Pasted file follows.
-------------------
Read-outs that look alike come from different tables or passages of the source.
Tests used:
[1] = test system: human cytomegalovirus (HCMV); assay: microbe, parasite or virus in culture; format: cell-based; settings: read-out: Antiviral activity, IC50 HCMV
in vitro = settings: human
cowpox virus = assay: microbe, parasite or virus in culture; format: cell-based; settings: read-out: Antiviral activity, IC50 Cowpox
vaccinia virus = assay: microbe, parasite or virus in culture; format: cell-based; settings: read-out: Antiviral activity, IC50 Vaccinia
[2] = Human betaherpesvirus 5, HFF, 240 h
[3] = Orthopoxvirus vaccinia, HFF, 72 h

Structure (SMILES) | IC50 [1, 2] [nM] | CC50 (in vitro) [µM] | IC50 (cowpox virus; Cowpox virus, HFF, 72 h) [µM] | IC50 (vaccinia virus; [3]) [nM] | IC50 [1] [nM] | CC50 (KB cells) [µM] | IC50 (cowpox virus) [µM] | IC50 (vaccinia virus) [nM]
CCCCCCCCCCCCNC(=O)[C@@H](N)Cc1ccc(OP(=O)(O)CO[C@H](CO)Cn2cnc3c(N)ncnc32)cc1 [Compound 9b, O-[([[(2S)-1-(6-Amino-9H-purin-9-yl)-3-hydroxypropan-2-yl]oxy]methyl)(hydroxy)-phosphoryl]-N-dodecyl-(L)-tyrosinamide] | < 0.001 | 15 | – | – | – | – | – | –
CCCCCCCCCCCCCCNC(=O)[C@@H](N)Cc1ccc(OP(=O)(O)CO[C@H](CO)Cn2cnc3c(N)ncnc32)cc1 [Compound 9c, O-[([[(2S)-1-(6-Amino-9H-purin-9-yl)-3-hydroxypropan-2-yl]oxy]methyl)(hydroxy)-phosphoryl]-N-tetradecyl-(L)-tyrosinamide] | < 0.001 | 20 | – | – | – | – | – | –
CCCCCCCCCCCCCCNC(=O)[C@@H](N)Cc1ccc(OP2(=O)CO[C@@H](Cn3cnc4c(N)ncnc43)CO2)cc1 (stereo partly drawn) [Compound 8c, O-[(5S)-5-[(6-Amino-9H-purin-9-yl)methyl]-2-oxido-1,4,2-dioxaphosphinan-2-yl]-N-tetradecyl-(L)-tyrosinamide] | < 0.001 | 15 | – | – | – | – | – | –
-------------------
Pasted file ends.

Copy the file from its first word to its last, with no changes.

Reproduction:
Read-outs that look alike come from different tables or passages of the source.
Tests used:
[1] = test system: human cytomegalovirus (HCMV); assay: microbe, parasite or virus in culture; format: cell-based; settings: read-out: Antiviral activity, IC50 HCMV
in vitro = settings: human
cowpox virus = assay: microbe, parasite or virus in culture; format: cell-based; settings: read-out: Antiviral activity, IC50 Cowpox
vaccinia virus = assay: microbe, parasite or virus in culture; format: cell-based; settings: read-out: Antiviral activity, IC50 Vaccinia
[2] = Human betaherpesvirus 5, HFF, 240 h
[3] = Orthopoxvirus vaccinia, HFF, 72 h

Structure (SMILES) | IC50 [1, 2] [nM] | CC50 (in vitro) [µM] | IC50 (cowpox virus; Cowpox virus, HFF, 72 h) [µM] | IC50 (vaccinia virus; [3]) [nM] | IC50 [1] [nM] | CC50 (KB cells) [µM] | IC50 (cowpox virus) [µM] | IC50 (vaccinia virus) [nM]
CCCCCCCCCCCCNC(=O)[C@@H](N)Cc1ccc(OP(=O)(O)CO[C@H](CO)Cn2cnc3c(N)ncnc32)cc1 [Compound 9b, O-[([[(2S)-1-(6-Amino-9H-purin-9-yl)-3-hydroxypropan-2-yl]oxy]methyl)(hydroxy)-phosphoryl]-N-dodecyl-(L)-tyrosinamide] | < 0.001 | 15 | – | – | – | – | – | –
CCCCCCCCCCCCCCNC(=O)[C@@H](N)Cc1ccc(OP(=O)(O)CO[C@H](CO)Cn2cnc3c(N)ncnc32)cc1 [Compound 9c, O-[([[(2S)-1-(6-Amino-9H-purin-9-yl)-3-hydroxypropan-2-yl]oxy]methyl)(hydroxy)-phosphoryl]-N-tetradecyl-(L)-tyrosinamide] | < 0.001 | 20 | – | – | – | – | – | –
CCCCCCCCCCCCCCNC(=O)[C@@H](N)Cc1ccc(OP2(=O)CO[C@@H](Cn3cnc4c(N)ncnc43)CO2)cc1 (stereo partly drawn) [Compound 8c, O-[(5S)-5-[(6-Amino-9H-purin-9-yl)methyl]-2-oxido-1,4,2-dioxaphosphinan-2-yl]-N-tetradecyl-(L)-tyrosinamide] | < 0.001 | 15 | – | – | – | – | – | –